In a world besieged by climate change, making moves to go green is an essential lifestyle choice we all need to adopt to safeguard the future welfare of the planet. This also applies to looking after your cat. Here are some easy ways to embrace sustainable practices in the feline realm.
According to a recent study, producing the meat that makes up the bulk of cat and dog diets creates 64 million tons of carbon dioxide a year. That’s the same climate impact as driving nearly 14 million cars for 12 months. But retooling your feline’s meals to reduce her carbon pawprint can be a tricky decision due to scientific and ethical factors. While humans can cut out meat to minimize their carbon footprint, putting your kitty on a vegan or vegetarian diet is discouraged by vets (except in select cases involving medical issues). That’s because cats are obligate carnivores — which means they naturally need to eat meat to survive. So to shift mealtimes towards greener pastures, focus on the quality of the ingredients in kitty’s food, and research the environmental consciousness of the company producing it.
Look for brands that use organic ingredients — although be wary of buzzwords like “human-grade,” which carry no legal (or certified) meaning. If a can of cat food features the USDA organic stamp, that means 95% of its ingredients are organic. Also, read the labels: You want actual meat to be the bulk of your kitty’s food, not added colors and artificial flavors, which suggest that greater mechanical processing went into making the chow. Look for cat food ingredients that sound like something you might eat yourself.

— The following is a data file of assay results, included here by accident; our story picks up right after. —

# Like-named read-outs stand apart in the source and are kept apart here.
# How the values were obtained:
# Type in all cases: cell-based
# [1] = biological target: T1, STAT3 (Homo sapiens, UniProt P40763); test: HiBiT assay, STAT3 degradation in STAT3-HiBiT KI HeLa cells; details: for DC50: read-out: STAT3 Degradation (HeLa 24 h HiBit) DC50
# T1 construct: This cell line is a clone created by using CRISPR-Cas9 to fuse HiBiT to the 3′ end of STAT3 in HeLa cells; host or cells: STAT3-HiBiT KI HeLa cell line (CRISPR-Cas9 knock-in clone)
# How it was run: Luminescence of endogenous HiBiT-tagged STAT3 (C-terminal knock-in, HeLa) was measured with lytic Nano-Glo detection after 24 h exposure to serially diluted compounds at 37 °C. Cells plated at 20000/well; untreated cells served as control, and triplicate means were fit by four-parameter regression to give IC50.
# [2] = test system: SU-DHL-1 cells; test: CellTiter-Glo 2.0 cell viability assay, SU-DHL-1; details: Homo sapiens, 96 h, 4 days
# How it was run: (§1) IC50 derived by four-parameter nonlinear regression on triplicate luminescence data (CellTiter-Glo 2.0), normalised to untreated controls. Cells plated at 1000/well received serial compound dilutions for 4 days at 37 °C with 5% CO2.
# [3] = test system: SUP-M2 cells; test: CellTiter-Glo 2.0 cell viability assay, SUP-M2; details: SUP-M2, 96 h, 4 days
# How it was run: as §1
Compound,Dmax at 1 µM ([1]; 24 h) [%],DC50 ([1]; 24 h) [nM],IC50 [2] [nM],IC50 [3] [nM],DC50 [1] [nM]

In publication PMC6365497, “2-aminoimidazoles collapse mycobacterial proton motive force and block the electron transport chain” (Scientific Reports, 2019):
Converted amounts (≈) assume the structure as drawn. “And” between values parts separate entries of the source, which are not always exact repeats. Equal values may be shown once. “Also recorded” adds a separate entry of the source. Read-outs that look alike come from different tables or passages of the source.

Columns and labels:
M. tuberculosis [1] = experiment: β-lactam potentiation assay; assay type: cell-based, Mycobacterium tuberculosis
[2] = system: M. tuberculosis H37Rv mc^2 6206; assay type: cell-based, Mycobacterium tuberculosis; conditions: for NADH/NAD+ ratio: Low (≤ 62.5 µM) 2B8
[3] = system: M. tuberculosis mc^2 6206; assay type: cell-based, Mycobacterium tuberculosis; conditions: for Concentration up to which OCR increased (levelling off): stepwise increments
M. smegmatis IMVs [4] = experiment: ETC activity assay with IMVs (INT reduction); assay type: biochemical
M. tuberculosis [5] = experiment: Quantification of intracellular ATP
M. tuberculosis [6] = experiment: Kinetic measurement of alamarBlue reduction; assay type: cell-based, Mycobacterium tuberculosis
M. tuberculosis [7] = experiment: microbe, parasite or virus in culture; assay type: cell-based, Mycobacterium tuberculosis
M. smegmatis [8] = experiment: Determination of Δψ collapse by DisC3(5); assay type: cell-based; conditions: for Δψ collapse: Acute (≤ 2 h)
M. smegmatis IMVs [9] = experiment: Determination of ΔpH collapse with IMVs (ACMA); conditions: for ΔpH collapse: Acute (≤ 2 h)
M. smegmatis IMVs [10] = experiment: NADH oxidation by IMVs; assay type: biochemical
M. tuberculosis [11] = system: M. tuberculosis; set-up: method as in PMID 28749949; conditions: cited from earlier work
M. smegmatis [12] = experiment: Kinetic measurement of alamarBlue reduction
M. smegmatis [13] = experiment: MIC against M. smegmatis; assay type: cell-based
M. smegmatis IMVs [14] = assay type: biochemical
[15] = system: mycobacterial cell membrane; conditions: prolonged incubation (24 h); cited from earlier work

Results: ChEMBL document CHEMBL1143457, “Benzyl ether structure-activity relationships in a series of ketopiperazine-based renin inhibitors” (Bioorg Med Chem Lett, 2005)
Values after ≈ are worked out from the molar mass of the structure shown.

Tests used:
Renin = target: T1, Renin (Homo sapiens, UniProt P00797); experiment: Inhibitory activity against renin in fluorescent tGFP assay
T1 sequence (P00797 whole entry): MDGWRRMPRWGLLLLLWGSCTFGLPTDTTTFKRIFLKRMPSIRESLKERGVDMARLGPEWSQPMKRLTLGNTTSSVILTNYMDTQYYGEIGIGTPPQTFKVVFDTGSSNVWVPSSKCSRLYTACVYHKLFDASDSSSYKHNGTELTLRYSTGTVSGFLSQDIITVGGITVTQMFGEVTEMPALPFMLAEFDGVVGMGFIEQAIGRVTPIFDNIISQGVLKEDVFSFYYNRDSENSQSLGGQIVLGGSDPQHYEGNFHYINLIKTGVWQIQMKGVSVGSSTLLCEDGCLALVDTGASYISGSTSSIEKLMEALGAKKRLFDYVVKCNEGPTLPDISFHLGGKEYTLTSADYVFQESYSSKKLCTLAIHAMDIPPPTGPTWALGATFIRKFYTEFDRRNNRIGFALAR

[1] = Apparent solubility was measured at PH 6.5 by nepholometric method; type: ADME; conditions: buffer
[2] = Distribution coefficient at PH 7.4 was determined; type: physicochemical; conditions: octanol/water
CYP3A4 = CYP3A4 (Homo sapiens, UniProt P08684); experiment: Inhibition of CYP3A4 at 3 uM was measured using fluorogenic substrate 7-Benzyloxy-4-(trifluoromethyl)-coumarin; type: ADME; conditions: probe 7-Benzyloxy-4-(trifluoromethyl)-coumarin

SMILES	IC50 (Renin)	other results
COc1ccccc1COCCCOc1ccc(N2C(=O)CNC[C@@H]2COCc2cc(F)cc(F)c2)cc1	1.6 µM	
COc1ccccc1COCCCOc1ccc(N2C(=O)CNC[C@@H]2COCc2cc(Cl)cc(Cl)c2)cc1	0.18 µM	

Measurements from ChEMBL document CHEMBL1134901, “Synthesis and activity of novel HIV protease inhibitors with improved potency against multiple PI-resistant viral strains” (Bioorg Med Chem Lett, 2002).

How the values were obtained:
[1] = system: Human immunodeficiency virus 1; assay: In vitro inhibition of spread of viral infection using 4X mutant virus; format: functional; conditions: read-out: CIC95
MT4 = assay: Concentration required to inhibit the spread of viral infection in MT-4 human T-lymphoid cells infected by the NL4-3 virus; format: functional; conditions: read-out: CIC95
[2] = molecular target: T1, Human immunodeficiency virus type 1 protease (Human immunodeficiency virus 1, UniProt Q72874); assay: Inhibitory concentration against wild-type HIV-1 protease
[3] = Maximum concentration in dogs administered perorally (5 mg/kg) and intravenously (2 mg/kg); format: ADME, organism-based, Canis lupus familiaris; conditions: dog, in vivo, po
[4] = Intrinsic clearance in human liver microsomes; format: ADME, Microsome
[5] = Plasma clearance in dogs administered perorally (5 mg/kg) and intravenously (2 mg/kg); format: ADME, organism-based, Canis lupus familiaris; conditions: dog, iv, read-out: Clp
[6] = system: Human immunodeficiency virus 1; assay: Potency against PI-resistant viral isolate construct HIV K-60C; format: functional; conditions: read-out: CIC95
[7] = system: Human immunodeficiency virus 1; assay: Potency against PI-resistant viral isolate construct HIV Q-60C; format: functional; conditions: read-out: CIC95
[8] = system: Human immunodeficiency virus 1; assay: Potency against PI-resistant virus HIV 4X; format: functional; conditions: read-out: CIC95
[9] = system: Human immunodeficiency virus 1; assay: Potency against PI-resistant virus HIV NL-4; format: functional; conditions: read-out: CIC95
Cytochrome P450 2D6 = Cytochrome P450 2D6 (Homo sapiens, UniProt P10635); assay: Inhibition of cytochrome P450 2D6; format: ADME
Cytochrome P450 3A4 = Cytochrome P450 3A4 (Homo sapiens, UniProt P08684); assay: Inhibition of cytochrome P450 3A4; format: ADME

Now comes the catch: Cheaper brands of cat food are often criticized for using animal by-products. But while you may have concerns — like wet food and kibble that use the less desirable parts of the animal, including what might sound like icky organ meats — these actually create a smaller environmental footprint because there’s less waste involved. The idea that meat by-products aren’t necessarily bad for a cat is a similar stance to high-end farm-to-table chefs trying to change meat eaters’ habits by serving dishes using the whole animal, from nose to tail.
So how do you balance food that’s healthiest for your finicky cat with being environmentally friendly for the planet? Ultimately, you have to dig into the brand’s history and check out its sourcing and manufacturing practices. Look for brands that prioritize the welfare of the animals that wind up in their food — for instance, a company that bans cages and crates from the farms they source from. Claims to secure ingredients from local farms is also important, as it reduces transportation; also, keep an eye out to see if a brand has been accredited by sustainable farming and seafood organizations, many of which are specific to a particular region. Finally, don’t forget to make sure the packaging of the cat food you’re considering is actually recyclable.